The mathematics of tomorrow’s Tasmanian election are simple. Labor has
ten safe seats, two in each electorate. To hold a majority in its own
right it needs three more, an additional seat in any three electorates.
Two polls this morning say Labor is within reach, although they differ on which three seats: The Mercury says Bass, Denison and Lyons, while Newspoll in The Australian
says Bass, Braddon and Lyons. And the fifth electorate, Franklin, where
Labor currently holds three seats (all of them ministers), is also a
chance, so Labor could conceivably increase its total to 15.
I don’t think they will, but I think they’ll get the 13 that they need:
I’m tipping Braddon, Franklin and Lyons as the three. I just can’t see
the Liberals doing well enough for a second seat in Franklin, and since
it’s common ground that the Greens can’t win a second there, Greens
preferences should deliver the last seat to Labor. Braddon is more
dicey; it’s possible it could elect two Liberals and a Green, keeping
Labor down to two, but my guess is that the Greens will just miss out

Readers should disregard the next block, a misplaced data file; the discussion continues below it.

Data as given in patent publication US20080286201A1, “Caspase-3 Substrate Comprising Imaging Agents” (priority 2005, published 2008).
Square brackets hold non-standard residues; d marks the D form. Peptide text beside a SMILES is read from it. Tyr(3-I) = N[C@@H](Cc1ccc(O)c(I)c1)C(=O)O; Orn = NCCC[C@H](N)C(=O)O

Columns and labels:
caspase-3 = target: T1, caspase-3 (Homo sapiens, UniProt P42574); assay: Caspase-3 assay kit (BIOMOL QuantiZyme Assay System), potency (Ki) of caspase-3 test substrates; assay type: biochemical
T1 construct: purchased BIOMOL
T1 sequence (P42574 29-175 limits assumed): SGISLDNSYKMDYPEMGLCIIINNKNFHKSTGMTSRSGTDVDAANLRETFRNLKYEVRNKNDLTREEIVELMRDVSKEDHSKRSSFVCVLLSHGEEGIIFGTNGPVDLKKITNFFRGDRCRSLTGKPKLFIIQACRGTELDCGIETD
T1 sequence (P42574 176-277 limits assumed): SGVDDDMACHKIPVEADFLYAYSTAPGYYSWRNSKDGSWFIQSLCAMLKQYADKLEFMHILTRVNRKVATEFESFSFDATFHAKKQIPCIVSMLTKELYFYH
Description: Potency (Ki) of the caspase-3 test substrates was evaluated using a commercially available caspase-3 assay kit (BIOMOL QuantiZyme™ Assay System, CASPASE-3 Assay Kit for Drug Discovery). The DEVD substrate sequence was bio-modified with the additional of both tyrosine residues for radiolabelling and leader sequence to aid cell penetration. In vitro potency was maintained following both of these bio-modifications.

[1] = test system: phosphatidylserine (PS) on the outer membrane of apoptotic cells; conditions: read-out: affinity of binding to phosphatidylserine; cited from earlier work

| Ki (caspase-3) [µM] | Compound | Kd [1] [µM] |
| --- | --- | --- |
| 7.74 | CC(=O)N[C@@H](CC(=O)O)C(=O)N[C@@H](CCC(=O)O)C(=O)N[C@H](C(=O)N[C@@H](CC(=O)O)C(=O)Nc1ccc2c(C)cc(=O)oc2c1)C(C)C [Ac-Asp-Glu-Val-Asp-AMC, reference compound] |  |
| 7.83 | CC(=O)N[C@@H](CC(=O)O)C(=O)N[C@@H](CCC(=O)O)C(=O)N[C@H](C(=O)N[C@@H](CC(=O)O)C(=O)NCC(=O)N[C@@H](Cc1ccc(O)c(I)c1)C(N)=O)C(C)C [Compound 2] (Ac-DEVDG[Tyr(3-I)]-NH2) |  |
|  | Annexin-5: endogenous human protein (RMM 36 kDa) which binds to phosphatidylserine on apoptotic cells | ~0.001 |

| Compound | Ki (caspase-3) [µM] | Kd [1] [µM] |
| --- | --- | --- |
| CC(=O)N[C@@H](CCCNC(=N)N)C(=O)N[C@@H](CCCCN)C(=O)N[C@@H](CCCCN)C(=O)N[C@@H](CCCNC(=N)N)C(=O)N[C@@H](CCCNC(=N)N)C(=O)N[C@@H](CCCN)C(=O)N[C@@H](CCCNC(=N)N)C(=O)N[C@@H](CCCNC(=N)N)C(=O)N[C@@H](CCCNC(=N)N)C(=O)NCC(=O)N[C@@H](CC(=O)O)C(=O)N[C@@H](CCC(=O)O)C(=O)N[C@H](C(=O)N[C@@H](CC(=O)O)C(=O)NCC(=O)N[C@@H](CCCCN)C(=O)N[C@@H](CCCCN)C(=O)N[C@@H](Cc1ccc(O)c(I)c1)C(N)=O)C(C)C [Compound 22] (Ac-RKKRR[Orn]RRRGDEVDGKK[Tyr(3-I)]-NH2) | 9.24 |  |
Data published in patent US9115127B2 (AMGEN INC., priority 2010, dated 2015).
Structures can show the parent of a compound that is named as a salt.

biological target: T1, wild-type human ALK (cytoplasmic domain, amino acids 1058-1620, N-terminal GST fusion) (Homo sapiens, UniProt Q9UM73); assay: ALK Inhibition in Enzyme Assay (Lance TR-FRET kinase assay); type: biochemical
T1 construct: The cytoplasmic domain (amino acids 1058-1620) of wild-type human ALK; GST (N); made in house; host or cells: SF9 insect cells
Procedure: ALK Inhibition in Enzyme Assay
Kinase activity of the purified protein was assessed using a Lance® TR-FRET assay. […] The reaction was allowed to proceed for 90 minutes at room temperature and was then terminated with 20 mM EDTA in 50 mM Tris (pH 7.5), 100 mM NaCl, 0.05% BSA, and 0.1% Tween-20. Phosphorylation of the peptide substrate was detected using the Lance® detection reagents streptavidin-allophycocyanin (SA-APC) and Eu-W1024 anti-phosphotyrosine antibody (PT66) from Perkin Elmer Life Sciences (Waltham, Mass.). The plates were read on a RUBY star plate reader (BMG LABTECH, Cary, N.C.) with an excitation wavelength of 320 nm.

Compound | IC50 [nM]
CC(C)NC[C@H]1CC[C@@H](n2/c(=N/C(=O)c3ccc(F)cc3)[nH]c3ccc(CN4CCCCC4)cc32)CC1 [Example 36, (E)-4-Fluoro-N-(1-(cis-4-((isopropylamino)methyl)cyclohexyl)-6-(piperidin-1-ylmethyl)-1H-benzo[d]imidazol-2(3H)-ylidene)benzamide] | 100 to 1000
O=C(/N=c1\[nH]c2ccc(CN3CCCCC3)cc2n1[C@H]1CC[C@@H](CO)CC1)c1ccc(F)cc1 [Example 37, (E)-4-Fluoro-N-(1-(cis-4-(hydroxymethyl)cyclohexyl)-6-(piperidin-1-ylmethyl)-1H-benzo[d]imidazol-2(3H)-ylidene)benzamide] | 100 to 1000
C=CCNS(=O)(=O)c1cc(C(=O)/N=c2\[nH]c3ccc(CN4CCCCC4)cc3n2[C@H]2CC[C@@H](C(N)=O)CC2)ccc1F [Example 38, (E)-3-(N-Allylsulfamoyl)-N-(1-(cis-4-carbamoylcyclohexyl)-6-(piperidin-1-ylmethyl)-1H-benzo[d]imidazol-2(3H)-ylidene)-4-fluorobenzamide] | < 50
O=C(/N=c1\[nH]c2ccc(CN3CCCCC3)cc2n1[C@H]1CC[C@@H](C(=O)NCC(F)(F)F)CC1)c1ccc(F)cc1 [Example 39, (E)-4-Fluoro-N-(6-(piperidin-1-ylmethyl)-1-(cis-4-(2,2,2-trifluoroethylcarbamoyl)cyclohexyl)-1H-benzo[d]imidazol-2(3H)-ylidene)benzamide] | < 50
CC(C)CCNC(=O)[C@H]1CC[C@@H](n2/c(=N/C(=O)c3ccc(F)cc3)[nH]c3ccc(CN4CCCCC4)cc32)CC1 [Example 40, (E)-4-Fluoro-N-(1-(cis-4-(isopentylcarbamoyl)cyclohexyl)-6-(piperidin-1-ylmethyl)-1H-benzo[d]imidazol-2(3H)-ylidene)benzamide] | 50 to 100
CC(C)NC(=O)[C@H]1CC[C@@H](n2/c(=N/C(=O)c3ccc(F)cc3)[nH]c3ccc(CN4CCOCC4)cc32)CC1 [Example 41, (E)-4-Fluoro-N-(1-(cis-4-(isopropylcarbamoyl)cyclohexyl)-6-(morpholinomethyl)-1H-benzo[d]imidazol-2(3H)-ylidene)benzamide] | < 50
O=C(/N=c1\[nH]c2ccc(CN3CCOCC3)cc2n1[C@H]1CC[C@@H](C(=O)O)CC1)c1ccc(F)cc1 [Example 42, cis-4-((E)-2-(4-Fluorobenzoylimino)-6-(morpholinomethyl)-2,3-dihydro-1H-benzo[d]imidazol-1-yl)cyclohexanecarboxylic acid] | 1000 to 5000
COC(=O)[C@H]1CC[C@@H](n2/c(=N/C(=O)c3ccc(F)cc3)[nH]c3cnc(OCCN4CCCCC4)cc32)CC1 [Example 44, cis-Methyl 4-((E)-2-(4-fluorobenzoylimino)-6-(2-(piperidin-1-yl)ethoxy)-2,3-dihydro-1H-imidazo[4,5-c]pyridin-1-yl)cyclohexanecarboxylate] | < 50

(as they did last time). On the other hand, I’m sticking my neck out by
saying that I think the Greens, with two strong candidates, can win a
second seat in Denison at the expense of the ALP.
That gives a total of ALP 13 (down one), Liberals 7 (unchanged) and
Greens 5 (up one). Although all the polls have the Liberals well ahead
of the Greens (except for Gary Morgan),
who puts the gap at only 1%), it’s remarkable how close the Greens are
to outnumbering them in parliament: if the Liberals were to lose their
second seat in Braddon to the Greens, and their second in Bass to Labor
(neither of which is impossible), the numbers would be 14-5-6 and the
Greens’ Peg Putt would become leader of the opposition.
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Even if Labor just falls short by losing in Braddon or Franklin, it
will still have been a remarkable turnaround – less than a month ago, Centrebet
was giving four to one against them holding majority government. Now
even Greg Barns, former top adviser to a Liberal premier, is
effectively endorsing a Labor majority.